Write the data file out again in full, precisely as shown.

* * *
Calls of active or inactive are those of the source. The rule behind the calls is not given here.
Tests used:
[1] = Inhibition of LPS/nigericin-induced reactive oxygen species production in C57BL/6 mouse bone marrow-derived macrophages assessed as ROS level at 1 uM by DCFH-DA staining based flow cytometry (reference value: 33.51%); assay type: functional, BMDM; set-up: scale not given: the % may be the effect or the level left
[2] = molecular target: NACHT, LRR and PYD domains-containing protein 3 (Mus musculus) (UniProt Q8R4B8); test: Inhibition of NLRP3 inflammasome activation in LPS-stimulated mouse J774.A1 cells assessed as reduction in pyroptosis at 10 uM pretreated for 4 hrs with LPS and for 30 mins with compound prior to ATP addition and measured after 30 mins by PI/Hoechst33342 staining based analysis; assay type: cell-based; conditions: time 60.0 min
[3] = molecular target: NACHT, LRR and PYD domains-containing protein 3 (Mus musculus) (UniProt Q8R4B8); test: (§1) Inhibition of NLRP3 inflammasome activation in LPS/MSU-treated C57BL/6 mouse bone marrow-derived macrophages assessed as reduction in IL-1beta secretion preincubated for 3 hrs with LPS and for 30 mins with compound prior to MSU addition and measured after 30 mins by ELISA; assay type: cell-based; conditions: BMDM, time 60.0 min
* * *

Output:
Calls of active or inactive are those of the source. The rule behind the calls is not given here.
Tests used:
[1] = Inhibition of LPS/nigericin-induced reactive oxygen species production in C57BL/6 mouse bone marrow-derived macrophages assessed as ROS level at 1 uM by DCFH-DA staining based flow cytometry (reference value: 33.51%); assay type: functional, BMDM; set-up: scale not given: the % may be the effect or the level left
[2] = molecular target: NACHT, LRR and PYD domains-containing protein 3 (Mus musculus) (UniProt Q8R4B8); test: Inhibition of NLRP3 inflammasome activation in LPS-stimulated mouse J774.A1 cells assessed as reduction in pyroptosis at 10 uM pretreated for 4 hrs with LPS and for 30 mins with compound prior to ATP addition and measured after 30 mins by PI/Hoechst33342 staining based analysis; assay type: cell-based; conditions: time 60.0 min
[3] = molecular target: NACHT, LRR and PYD domains-containing protein 3 (Mus musculus) (UniProt Q8R4B8); test: (§1) Inhibition of NLRP3 inflammasome activation in LPS/MSU-treated C57BL/6 mouse bone marrow-derived macrophages assessed as reduction in IL-1beta secretion preincubated for 3 hrs with LPS and for 30 mins with compound prior to MSU addition and measured after 30 mins by ELISA; assay type: cell-based; conditions: BMDM, time 60.0 min